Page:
I'll be reporting this week from the International Transport Forum's annual summit in Leipzig, Germany. Expect much more in the days ahead, where I'll be hearing about Italy's new privately-funded high-speed rail line, the latest traffic safety data, and how researchers are creatively visualizing transport data. But for now, a transportation photo essay.
I flew out of JFK (spotting the space shuttle along the way) to Berlin and took the train to Leipzig. Deutsche Bahn, the German rail provider, allows bicycles on trains in specially designated compartments:
Fields of yellow flowers are blooming alongside the tracks of the DB train from Berlin to Leipzig. I was told by an Australian journalist these are canola flowers. (And also told by a Canadian that the word "canola" comes from Canada.)
The Leipzig hauptbahnhof -- train station -- is the largest terminus (dead end) rail station in Europe. But the city is constructing a tunnel right now that will end the need for trains to reverse and circumvent the city in order to keep going.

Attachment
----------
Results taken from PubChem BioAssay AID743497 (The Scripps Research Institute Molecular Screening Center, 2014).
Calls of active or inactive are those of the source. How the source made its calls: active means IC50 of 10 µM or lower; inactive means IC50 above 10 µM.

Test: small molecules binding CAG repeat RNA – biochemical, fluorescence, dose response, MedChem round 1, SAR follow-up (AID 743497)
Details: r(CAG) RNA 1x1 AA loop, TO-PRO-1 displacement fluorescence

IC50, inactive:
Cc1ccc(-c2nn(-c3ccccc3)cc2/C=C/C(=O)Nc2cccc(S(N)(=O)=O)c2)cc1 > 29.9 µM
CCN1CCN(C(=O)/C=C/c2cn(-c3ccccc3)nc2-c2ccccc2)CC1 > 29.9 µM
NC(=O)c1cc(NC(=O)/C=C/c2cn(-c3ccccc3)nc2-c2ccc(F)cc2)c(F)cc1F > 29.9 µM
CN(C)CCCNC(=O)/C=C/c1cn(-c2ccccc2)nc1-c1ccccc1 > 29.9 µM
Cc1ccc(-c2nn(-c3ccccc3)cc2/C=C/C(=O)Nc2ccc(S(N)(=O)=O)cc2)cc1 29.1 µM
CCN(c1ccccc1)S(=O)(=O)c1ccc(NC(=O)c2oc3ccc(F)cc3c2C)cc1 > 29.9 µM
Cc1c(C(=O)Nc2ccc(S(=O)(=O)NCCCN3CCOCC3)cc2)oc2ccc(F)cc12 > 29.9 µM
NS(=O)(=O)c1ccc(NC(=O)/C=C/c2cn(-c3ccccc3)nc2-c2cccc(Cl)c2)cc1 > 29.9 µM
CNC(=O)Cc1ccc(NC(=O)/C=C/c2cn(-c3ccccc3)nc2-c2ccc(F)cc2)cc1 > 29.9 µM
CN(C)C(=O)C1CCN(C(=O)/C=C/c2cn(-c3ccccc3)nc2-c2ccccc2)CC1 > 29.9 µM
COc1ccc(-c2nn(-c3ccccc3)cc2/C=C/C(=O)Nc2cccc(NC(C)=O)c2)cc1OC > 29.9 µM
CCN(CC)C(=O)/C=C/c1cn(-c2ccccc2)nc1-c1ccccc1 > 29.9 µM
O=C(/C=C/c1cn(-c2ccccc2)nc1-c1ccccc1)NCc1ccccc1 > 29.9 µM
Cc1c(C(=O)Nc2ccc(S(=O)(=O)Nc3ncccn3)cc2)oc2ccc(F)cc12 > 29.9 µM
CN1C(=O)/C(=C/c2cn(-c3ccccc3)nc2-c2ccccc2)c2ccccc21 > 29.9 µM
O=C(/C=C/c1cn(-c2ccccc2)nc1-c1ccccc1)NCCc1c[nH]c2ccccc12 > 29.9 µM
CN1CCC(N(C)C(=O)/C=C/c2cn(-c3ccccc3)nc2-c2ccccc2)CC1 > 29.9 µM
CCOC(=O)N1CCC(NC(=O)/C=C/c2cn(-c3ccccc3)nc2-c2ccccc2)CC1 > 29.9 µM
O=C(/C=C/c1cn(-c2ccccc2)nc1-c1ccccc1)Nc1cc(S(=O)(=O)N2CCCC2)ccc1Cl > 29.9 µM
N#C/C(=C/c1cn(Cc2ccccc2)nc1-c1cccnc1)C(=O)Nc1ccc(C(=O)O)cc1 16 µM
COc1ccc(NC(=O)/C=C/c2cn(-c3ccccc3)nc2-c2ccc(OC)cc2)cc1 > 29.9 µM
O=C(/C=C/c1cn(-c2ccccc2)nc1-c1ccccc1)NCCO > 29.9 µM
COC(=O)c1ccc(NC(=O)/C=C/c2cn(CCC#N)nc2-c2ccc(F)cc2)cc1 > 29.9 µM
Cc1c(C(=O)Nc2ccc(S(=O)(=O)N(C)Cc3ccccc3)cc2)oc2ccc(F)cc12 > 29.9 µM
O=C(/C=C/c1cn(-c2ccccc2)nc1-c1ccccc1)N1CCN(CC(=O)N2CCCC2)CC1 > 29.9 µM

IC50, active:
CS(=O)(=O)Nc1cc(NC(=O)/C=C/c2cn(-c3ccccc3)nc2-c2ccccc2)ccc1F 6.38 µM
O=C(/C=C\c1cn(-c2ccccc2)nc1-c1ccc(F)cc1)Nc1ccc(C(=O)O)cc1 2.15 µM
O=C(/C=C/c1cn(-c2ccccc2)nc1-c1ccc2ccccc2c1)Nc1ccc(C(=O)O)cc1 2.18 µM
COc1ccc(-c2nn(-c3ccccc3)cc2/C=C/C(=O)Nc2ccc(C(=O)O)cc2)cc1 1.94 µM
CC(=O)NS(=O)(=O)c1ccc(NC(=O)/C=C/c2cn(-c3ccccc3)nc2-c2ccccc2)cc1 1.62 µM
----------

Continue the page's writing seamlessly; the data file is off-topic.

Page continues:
Worker washing the window of a DB train that's stopping in Leipzig en route from Berlin to Munich:
Sign advising drivers not to leave valuables in their parked cars -- because otherwise a giant hand will come out of the sky and remove the entire vehicle. (Caveat: translation might not be precise.)
Many streets in the center of Leipzig are closed to car traffic during business hours.
Nextbike, a German bike share company, operates Leipzig's bike share system.
Interestingly, the system doesn't rely on stations. Instead, when members see a bike they want to ride, they call a hotline, give the company the number on the back of the bicycle, and then get the lock code. When finished, members park and lock the bike and then call the hotline to give the company the location.
A sign translating the pedestrian crossing signals.
Two things prized in Leipzig: bicycles and ice cream. (I counted five ice cream parlors in a four-block radius.)
Bicycles are welcomed almost everywhere in Leipzig -- but please do not lean them again this wall!
A mural commemorating the democracy movement. Leipzig -- which was in Eastern Germany -- was a key city in the protest movement.